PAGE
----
Trade­mark case: HC de­nies re­lief to fash­ion mag­a­zine

DNA Sunday (Mumbai) - - FRONT PAGE - Mustafa Plumber p_ mustafa@ dnain­dia. net

The Bom­bay High Court re­fused to grant in­terim re­lief to fash­ion mag­a­zine Vogue, which sought an in­junc­tion against pri­vate com­pany, Just Life Styles, which has re­tail shops across In­dia by the name Just In Vogue, from us­ing its trade­mark. The shops sell lifestyle prod­ucts such as watches, writ­ing in­stru­ments etc.

While re­ject­ing the plea of Ad­vance Mag­a­zine Pub­lish­ers, which has been pub­lish­ing the mag­a­zine in In­dia since 2007, Jus­tice S C Gupte said, “The de­fen­dant is a re­tailer of fash­ion goods and is cer­tainly en­ti­tled to de­scribe his stores as an out­let, which deal in fash­ion­able or trendy goods, that is to say, goods which are “in vogue”. It can­not be said that there is any prima fa­cie case of dis­hon­est adop­tion by them so as to trade on the rep­u­ta­tion or good­will of the mark of the plain­tiff, Vogue.”

The mag­a­zine re­ferred to its rep­u­ta­tion by re­ly­ing on quotes of In­dian celebri­ties’ pub­li­ca­tions in re­puted jour­nals, and cases in var­i­ous courts of the US as well as In­dia, in sup­port of their case that Vogue is a well- known trade­mark, en­ti­tled to pro­tec­tion not only in the classes in which it is reg­is­tered, but also in other classes.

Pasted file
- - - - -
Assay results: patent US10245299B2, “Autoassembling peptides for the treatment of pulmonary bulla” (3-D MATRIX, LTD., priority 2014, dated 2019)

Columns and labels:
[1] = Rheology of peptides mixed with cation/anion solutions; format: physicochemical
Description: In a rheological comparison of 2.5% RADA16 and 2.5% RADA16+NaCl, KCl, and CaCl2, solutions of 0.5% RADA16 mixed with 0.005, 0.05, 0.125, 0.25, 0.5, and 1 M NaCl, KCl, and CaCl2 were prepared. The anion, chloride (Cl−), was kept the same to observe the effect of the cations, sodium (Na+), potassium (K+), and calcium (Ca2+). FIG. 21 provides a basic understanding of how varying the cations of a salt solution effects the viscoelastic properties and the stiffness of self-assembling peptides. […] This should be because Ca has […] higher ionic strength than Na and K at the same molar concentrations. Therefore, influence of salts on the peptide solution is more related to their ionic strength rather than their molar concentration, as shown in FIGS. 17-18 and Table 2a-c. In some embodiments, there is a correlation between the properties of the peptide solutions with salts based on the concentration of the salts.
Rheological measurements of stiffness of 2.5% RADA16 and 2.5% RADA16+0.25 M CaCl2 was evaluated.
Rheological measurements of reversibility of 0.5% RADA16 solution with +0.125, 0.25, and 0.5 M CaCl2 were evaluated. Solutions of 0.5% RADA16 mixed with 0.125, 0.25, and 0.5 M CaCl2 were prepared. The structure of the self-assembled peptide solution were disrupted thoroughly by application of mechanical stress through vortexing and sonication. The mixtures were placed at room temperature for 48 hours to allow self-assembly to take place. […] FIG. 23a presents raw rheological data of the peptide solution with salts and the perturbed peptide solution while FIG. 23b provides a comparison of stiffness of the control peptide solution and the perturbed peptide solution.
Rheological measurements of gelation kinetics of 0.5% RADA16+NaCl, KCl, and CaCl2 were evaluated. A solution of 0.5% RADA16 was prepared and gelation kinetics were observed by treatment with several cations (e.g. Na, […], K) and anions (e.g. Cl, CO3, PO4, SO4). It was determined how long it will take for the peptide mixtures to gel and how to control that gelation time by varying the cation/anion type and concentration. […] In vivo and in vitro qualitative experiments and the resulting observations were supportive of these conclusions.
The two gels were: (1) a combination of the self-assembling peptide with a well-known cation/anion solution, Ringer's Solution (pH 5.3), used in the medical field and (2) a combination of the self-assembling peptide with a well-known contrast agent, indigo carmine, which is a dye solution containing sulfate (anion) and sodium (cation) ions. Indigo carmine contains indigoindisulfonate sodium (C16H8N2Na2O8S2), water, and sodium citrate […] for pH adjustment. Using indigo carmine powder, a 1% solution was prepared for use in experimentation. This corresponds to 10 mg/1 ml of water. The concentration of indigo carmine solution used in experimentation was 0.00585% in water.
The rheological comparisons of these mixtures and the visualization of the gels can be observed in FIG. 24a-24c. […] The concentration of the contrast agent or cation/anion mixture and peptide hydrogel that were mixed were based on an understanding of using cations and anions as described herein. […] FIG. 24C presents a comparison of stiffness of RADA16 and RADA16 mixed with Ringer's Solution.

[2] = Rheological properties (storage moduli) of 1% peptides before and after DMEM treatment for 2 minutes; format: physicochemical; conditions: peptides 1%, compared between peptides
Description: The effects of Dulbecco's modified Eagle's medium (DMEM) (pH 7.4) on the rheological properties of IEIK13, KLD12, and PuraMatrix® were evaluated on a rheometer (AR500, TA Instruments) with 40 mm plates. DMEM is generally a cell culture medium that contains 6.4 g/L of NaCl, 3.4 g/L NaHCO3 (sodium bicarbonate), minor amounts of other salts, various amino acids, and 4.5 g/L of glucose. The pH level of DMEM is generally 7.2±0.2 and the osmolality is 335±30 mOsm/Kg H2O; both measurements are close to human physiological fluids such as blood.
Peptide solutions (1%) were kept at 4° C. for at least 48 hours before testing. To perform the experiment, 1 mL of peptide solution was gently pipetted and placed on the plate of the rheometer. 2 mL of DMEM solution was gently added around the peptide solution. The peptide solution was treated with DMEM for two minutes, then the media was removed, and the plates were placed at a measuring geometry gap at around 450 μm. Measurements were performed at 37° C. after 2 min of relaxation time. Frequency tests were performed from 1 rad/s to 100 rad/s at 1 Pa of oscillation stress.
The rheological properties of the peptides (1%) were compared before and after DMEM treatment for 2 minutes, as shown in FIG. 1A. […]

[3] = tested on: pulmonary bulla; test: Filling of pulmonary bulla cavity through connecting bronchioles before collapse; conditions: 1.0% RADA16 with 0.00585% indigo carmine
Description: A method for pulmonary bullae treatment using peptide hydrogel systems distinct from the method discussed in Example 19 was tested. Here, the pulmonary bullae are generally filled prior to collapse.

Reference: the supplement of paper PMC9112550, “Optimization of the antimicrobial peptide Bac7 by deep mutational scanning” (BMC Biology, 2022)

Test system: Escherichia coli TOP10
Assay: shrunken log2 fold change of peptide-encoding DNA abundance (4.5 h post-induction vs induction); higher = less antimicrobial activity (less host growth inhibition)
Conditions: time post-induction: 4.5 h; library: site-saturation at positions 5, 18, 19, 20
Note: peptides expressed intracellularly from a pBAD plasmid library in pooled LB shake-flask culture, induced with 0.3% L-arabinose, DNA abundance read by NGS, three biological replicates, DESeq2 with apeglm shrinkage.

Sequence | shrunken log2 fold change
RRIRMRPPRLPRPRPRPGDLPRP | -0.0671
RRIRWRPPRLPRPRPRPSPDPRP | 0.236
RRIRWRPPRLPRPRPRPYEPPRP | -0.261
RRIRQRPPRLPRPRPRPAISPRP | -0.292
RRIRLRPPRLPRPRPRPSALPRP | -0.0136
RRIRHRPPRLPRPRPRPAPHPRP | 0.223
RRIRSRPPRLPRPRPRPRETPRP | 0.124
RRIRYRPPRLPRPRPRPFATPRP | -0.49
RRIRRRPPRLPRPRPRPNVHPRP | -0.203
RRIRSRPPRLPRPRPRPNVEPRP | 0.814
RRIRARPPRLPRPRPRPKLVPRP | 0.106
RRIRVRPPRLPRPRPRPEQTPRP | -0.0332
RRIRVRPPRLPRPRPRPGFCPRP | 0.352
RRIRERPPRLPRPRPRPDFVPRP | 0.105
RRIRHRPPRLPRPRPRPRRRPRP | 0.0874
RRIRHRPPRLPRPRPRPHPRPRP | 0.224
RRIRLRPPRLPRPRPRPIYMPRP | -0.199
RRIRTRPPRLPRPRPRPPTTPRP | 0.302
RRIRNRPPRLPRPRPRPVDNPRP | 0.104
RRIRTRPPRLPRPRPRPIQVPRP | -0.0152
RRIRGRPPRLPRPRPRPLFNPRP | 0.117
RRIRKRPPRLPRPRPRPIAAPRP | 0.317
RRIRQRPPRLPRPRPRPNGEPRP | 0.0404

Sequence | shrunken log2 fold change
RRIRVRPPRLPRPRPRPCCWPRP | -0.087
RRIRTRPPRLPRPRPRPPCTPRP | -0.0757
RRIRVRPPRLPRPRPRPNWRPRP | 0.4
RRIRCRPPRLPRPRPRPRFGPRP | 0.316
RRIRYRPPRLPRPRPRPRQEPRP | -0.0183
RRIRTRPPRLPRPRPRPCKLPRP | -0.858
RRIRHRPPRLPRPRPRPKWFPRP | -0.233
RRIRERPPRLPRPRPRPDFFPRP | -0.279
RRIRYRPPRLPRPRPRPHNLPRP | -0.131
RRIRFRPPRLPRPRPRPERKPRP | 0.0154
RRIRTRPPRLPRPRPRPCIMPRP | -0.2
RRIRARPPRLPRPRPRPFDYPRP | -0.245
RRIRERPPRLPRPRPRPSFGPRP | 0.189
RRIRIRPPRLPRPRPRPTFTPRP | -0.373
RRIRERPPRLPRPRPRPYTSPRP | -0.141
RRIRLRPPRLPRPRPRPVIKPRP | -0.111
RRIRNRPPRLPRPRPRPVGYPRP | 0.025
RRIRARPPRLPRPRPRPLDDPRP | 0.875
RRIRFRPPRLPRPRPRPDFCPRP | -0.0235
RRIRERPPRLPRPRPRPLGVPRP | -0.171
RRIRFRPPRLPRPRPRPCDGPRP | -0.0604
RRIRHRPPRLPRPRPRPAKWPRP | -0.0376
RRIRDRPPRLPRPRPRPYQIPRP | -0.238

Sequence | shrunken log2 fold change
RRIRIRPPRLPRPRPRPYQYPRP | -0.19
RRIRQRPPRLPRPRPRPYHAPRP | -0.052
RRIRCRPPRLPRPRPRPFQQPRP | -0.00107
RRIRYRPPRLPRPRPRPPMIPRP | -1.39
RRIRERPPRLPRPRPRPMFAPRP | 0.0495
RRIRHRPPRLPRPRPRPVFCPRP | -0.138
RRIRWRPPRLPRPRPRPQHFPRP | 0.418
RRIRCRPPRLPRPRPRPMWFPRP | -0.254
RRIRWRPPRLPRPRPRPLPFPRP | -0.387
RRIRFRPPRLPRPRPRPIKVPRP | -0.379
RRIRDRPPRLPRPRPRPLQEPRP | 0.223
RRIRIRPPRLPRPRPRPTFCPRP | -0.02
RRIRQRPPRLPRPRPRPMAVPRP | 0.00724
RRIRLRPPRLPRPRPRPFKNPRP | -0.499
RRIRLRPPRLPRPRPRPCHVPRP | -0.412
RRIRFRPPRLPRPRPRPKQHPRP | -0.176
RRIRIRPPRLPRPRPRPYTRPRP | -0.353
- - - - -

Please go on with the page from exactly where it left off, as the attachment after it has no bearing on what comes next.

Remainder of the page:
The plea read, “The use of the trade­mark fea­tur­ing promi­nently the word ‘ Vogue’ amounts to an in­fringe­ment of the well- known trade­mark Vogue. Thus, adop­tion of the trade­mark is ex- fa­cie de­lib­er­ate, wil­ful and mala fide with in­tent to cap­i­talise on the good­will and rep­u­ta­tion of the plain­tiffs and give an im­pres­sion to the pub­lic that the ser­vice of the de­fen­dants are as­so­ci­ated with or con­nected to the plain­tiffs.”

Af­ter go­ing through the plea and ar­gu­ments, the court said, “While the plain­tiff ’ s mag­a­zines are read by their con­sumers, the de­fen­dant’s ser­vices are used for buy­ing goods of rep­utable third par­ties. The tar­get users of the plain­tiff goods are in­tel­li­gent, af­flu­ent, well trav­elled women in the age group of 26 to 45 years. On the other hand, cus­tomers of the de­fen­dant are said to be pri­mar­ily men from the mid­dle strata of the so­ci­ety. There is no com­mon­al­ity in the trade chan­nels of the two. Thus, it is ab­surd to sug­gest that dis­cern­ing cus­tomers are likely to some­how imag­ine that th­ese goods or the re­tail ser­vices of­fered by the de­fen­dant in con­nec­tion with them have some trade con­nec­tion or as­so­ci­a­tion with the plain­tiff.”

The court added, “Mag­a­zine pub­lish­ers are not or­di­nar­ily known to be re­tail­ing fash­ion goods, and hardly any­one is likely to be mis­led into be­liev­ing that the mag­a­zine and the fash­ion goods come from the same source.”

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